Technically speaking, Linus Carl Pauling failed high school, even though he was ferociously smart.
By the age of 15 – this would have been in 1916 – he had earned enough high school credits to win admission to Oregon State University. However, because he had not completed two mandatory American history courses, the school refused to give him a diploma.
He was finally presented with the all-important piece of paper 45 years later, by which point it was arguably a redundant gesture. After all, by then Pauling had won two Nobel Prizes, and was generally regarded as one of the most important scientists of all time.
Pauling – born in the US city of Portland, Oregon, in 1901 – is one of only four people to be awarded two Nobels, and one of only two to achieve the feat in completely different fields.*
His first award, in 1954, was in chemistry. His second, eight years later, was the Peace Prize, recognising an energetic commitment to nuclear disarmament that began in 1946, when he joined an organisation called the Emergency Committee of Atomic Scientists, alongside Albert Einstein, Bertrand Russell and a small group of other prominent researchers.
As a chemist, Pauling’s work was truly foundational in fields as distant as organic chemistry and molecular biology. For instance, his research served as the basis of later investigations by Francis Crick, Rosalind Franklin and James Watson that resulted in the discovery of the structure of DNA.
He is regularly included in lists of the all-time great scientists, but if it wasn’t for a chance experience during his childhood, his life may have taken an entirely different shape.
Following the birth of his sister, Pauline, Linus Pauling’s parents uprooted the family and, after a couple of intermediate stops, relocated to the Oregon town of Condon. By then a second sister, Lucile, had joined the family.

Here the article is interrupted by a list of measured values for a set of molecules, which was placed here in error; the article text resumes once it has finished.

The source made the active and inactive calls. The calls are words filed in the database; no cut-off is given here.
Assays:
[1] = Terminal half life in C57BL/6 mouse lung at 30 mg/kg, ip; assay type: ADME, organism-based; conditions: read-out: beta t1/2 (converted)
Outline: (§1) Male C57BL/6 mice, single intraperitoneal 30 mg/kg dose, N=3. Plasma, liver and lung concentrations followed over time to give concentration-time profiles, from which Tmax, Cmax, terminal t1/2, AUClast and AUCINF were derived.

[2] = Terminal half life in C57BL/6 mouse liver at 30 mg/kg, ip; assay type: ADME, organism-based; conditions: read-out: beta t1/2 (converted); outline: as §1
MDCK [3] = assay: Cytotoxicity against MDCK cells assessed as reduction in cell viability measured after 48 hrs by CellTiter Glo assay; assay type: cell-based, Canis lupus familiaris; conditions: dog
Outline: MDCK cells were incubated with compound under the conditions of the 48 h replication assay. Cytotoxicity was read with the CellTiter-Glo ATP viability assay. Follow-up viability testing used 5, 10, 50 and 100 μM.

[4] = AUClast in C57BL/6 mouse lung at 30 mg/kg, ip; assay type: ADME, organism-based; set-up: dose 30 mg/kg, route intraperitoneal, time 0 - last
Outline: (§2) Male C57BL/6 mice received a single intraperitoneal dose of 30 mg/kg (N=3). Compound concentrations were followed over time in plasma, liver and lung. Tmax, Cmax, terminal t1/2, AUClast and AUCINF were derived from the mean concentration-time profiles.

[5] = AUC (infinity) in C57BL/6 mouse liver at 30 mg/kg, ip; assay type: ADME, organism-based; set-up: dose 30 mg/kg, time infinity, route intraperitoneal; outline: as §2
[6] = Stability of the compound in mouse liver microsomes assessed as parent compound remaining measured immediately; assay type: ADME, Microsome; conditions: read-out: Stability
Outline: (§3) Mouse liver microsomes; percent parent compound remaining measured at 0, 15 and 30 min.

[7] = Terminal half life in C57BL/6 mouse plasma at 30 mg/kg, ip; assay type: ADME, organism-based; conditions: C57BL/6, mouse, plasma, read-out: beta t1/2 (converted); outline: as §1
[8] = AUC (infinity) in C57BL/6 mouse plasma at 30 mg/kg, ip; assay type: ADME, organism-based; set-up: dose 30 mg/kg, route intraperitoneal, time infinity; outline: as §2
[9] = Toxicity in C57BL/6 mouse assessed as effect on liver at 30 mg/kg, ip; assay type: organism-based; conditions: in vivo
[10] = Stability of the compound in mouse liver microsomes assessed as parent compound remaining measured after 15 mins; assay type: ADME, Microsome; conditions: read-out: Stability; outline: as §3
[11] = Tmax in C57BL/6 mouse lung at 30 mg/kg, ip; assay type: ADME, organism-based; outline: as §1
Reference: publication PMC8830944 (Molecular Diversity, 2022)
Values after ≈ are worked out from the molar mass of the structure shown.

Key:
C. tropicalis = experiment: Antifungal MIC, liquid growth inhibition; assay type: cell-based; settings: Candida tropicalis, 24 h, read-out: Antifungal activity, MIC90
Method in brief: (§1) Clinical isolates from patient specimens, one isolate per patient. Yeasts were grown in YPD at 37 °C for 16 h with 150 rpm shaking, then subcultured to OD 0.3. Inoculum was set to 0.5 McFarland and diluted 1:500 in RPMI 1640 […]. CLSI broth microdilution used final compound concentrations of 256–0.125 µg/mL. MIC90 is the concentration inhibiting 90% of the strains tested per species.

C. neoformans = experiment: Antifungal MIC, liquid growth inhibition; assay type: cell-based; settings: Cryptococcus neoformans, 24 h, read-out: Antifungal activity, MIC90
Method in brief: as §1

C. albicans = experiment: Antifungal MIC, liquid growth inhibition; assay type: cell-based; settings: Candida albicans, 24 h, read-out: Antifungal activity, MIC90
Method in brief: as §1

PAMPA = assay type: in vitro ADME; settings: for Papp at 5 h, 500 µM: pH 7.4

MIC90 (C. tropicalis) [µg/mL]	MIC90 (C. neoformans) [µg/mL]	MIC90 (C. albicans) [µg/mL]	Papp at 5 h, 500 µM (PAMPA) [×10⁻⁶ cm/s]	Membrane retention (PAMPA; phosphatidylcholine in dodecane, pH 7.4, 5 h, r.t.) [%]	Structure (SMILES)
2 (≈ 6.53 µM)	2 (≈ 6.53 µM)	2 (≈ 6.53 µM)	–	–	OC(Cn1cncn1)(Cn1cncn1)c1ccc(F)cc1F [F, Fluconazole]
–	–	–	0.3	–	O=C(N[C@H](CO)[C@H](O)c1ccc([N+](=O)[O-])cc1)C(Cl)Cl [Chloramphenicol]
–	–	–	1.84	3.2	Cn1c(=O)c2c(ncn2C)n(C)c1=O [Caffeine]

His father, Herman, was a travelling salesman and later drugstore owner, who died from a perforated ulcer when Linus was just nine, leaving his mother, Lucy, to raise the family.
One day, when he was about 10, he visited a friend, who happened to be playing with small chemistry kit. Pauling was immediately entranced, and from that moment dreamed of nothing but becoming a chemist. (The friend, Lloyd Jeffress, went on to become a professor of experimental psychology at the University of Texas.)
Spurred into action, and while still at school, Pauling and another mate set up a laboratory in a basement and offered to run quality tests on butterfat for local dairy farmers. It was not a successful venture.
In order to put himself through university, Linus took a variety of jobs, including working as a grocery retailer, a machinist and a photographic developer. On campus, he quickly distinguished himself, and was offered teaching positions before even earning his first degree. After leaving Oregon State, he went to Caltech and received his PhD in physical chemistry and mathematical physics.
By the time he died in 1994, Pauling had published more than 1,200 books and papers. Despite his success, and his willingness to campaign hard for the causes in which he believed, he was not without his critics.
The difference between genius and eccentricity is sometimes difficult to distinguish and, in his later years, following a bout of kidney disease, he became increasingly obsessed with the role of vitamins in treating illness.
It is almost entirely because of his advocacy that today vitamin C is firmly associated with good health. Sometimes that advocacy crossed the boundary between science and obsession. Throughout the second half of his life he continued to suggest that high doses of vitamin C could cure cancer, despite many studies finding no evidence to support the contention.
Despite this, however, today he is remembered primarily as a brilliant researcher who made very real and substantial contributions to areas as diverse as quantum mechanics and medicine. His memory is honoured across the US and beyond. Oregon has a public holiday bearing his name, which also adorns several streets in various states, a research centre at Oxford University in the UK – and an asteroid that orbits the sun every 926 days.
*Marie Curie was the other one, in case you were wondering.
Originally published by Cosmos as The man who won two Nobel Prizes
Curated content from the editorial staff at Cosmos Magazine.
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